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Chess endings for Club Players by Herman Grooten

February 27, 2023

I have recently started reading Chess endings for Club Players by Herman Grooten, published by New in Chess.

Firstly, I dipped into it, to get a “feel” for the book, whether it resonated with me: it did. I have since started reading it from the start, and hope to persevere to the end: a lot of work will be needed to get the most value from it.

I can already tell that the book is (i) a labour of love, by a very knowledgeable endgame player, and (ii) written with the intention of being instructive. These two attributes flow from how he writes. A book written for the reader, not just one more book.

I found his second example (page 11 of his book) extraordinary and fun. Herman had been writing about adjournments, which I remember from my teenage years in the 1970s, and the detailed analyses players did: and the lost role of adjudicator. I adjudicated a fair few games myself (I wonder now whether my judgments would have survived in the engine era). This position was given to Herman’s then coach, you set it for his student: what result?

Black to move: what result?

I analysed it, before reading the solution. The move I wanted to play was 1…Re3, but then 2 Ra7 (2 Rc7 is the same) Rb3 3 b7 and the pawn queens. I looked a bit more, since many years ago I had studied an article by the late Mark Dvortesky on this type of ending, rook+3 pawns on one side of the board, with one side also having a pawn on the other side.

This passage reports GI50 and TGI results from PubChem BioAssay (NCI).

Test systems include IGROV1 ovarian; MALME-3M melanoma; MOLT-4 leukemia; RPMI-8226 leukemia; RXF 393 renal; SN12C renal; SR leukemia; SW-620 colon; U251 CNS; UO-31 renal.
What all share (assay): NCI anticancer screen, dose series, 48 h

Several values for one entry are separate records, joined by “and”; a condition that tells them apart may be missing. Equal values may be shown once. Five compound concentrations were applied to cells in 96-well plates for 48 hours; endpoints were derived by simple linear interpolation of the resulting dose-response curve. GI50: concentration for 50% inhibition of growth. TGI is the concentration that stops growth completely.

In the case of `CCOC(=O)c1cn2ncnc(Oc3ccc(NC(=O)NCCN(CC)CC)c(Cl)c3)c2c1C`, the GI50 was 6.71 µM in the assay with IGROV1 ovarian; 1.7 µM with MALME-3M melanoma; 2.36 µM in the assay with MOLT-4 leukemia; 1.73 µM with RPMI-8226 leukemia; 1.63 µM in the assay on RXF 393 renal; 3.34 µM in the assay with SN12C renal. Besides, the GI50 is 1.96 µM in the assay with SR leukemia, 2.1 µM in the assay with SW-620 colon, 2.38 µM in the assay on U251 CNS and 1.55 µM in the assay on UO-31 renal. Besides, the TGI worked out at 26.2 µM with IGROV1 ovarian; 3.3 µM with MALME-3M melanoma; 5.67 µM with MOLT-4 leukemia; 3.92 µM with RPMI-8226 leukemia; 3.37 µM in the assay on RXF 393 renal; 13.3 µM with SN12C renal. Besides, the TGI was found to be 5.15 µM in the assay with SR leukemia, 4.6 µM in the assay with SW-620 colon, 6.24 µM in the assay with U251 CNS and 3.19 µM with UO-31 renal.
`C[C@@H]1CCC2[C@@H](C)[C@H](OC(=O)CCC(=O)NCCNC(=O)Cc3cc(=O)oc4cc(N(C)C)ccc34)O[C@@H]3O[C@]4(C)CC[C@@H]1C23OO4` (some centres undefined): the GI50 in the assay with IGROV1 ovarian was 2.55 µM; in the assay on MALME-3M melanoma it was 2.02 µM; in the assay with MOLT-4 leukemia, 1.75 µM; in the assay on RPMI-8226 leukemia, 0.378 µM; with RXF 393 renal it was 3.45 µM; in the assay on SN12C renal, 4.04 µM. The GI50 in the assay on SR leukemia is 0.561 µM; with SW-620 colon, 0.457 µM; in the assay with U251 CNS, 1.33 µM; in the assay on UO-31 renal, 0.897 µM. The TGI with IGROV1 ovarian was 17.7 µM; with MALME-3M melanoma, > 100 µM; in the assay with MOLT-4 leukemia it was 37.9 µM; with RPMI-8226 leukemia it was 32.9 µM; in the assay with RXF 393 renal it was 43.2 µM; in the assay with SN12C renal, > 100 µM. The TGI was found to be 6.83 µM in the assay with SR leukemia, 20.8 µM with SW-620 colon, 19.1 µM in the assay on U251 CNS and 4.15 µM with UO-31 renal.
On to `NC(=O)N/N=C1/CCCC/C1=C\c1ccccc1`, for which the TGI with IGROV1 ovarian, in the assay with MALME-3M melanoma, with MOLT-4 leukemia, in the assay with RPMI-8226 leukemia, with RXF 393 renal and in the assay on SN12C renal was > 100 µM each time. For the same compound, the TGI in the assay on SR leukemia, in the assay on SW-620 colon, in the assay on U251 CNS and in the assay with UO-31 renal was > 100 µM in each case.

After a while, I saw it! Happy, I turned to the answer, 1…Re3 wasn’t commented on at all, and instead a nice line was given after 1…Rf8, which does indeed draw, elegantly.

But why not 1…Re3? What had I missed? I set up the board and played through my line and then, still puzzled, entered the diagram into my Smallfish iPad app: instantly it pinged that I was right: 1…Re3 does draw. Black can let the pawn promote, because (after 3…Kf8) 4 Ra8+ (if 2 Rc7, then 4 Rc8+ is the same) pushes the king (4…Re7) to a square that it is useful. 5 b8(Q)

Position after 5 b8(Q): Black to play

5…h5+! 6 gh[] f5+ 7 Kg5[] Rg3 mate!: all Black’s pieces (except the f5 pawn), including the K on e7, take part.


Pointing out a beautiful line isn’t intended as an adverse comment on the book: in a way, the opposite: there are a lot of beautiful lines in the book, but just as importantly, every page is an opportunity to think for yourself.

I already know I am going love this book and learn a lot from it. Pity it hadn’t been published fifty years ago when some of my games were adjourned.

From → Chess

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